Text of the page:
(HealthDay News) — Among patients meeting guideline-based criteria for hypertension, those with rheumatoid arthritis are less likely to receive a diagnosis of hypertension, according to a study published in Arthritis Care & Research.

Christie M. Bartels, MD, from the University of Wisconsin School of Medicine and Public Health in Madison, and colleagues conducted a cohort study to examine whether rheumatoid arthritis is a risk factor for not receiving a diagnosis of hypertension.

Data were obtained from adult patients with and without rheumatoid arthritis/inflammatory arthritis from an academic multispecialty practice. All participants were seen regularly in primary care and met the clinical guideline criteria for hypertension, but had not been diagnosed with or received treatment for hypertension.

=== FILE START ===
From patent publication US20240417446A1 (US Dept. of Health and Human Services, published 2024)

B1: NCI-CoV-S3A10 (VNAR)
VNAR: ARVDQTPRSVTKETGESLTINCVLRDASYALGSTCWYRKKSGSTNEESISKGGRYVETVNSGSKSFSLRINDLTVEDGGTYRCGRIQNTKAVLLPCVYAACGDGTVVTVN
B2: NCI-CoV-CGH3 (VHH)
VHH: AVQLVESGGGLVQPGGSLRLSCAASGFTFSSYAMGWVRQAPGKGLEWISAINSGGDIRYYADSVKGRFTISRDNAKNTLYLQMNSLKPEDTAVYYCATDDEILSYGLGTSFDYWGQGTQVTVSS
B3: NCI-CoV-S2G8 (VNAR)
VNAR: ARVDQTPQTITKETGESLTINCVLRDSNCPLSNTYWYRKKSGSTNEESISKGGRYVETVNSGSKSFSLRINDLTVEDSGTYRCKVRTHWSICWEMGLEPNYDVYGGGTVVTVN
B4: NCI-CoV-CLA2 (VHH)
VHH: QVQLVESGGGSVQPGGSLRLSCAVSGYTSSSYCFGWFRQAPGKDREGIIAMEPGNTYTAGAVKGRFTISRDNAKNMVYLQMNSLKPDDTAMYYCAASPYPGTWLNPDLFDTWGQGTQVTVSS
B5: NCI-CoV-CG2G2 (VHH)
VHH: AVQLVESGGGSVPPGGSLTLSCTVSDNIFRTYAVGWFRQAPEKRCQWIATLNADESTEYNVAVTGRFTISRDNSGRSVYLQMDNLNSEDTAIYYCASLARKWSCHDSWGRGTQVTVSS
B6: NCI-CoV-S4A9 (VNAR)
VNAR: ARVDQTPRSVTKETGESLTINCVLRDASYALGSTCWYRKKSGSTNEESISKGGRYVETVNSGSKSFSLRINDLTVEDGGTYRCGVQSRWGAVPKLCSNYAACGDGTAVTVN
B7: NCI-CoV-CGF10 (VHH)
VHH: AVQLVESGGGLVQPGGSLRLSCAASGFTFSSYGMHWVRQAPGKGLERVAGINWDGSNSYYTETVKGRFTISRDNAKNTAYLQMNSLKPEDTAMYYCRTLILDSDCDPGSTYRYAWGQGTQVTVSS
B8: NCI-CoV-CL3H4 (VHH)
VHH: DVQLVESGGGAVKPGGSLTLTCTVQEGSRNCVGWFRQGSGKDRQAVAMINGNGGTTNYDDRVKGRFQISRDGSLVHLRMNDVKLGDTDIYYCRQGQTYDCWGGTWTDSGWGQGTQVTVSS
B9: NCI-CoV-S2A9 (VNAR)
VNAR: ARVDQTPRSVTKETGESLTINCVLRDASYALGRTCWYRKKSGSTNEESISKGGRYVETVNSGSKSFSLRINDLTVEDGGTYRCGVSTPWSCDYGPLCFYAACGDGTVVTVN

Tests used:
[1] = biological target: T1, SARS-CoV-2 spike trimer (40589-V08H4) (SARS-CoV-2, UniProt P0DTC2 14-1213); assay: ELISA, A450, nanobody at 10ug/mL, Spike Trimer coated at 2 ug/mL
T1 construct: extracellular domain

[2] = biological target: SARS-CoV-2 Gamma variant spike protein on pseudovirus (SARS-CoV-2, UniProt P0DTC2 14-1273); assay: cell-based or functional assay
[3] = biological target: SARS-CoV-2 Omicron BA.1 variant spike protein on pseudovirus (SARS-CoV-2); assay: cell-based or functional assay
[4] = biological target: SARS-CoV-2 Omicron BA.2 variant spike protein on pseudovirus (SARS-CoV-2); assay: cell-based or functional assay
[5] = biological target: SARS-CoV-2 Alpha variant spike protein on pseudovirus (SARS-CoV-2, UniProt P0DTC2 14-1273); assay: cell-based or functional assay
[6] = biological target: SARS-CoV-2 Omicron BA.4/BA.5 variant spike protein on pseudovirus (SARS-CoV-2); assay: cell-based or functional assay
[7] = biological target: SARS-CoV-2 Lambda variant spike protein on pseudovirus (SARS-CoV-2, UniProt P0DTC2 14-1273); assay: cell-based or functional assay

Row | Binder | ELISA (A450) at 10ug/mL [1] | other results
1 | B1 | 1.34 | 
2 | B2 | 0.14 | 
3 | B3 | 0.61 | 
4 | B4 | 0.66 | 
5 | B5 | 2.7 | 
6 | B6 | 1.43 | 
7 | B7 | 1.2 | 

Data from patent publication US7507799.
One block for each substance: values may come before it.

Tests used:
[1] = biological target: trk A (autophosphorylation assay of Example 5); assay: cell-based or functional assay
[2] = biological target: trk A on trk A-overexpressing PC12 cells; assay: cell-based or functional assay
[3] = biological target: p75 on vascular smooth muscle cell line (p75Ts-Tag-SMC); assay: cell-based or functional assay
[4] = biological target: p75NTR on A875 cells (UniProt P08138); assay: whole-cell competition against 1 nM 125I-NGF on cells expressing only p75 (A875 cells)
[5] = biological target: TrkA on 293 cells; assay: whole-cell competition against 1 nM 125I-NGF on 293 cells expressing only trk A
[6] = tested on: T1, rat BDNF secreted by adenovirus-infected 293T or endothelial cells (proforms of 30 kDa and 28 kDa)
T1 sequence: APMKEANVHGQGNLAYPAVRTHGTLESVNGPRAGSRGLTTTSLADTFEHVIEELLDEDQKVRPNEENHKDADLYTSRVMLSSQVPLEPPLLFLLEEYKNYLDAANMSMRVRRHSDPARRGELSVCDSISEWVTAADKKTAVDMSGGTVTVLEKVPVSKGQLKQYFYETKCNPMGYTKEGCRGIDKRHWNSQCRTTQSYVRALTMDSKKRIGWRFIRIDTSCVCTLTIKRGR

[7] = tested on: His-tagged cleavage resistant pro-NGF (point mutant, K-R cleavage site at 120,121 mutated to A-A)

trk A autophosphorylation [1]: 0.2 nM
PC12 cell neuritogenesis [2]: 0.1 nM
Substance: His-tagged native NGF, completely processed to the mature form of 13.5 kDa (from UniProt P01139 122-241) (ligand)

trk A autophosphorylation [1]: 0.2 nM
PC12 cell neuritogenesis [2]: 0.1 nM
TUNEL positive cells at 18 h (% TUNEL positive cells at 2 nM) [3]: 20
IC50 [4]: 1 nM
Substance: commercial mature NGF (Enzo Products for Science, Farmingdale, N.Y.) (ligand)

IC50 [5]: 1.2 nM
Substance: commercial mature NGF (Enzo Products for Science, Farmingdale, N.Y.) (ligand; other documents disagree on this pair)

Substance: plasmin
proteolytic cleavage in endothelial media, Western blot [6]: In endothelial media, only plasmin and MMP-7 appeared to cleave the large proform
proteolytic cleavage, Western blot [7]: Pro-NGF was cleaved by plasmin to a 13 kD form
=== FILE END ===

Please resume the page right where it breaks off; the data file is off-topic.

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A total of 201 patients of the 14,974 with undiagnosed hypertension had rheumatoid arthritis codes. Compared with patients without rheumatoid arthritis, those with rheumatoid arthritis had equivalent primary care visits and more total visits.

The likelihood of hypertension diagnosis was 36% in patients with rheumatoid arthritis and 51% in patients without rheumatoid arthritis. The risk for hypertension diagnosis was significantly lower for patients with rheumatoid arthritis in adjusted Cox models (HR=0.71), with more undiagnosed hypertension seen than with other comorbidities.

“Given heightened cardiovascular risks in RA and the importance of hypertension diagnosis as a first step toward controlling risk, rheumatologists should collaborate to improve rates of diagnosis for this modifiable cardiovascular risk factor,” the researchers wrote.


  1. Bartels CM et al. Arthritis Care Res. 2014;doi:10.1002/acr.22302.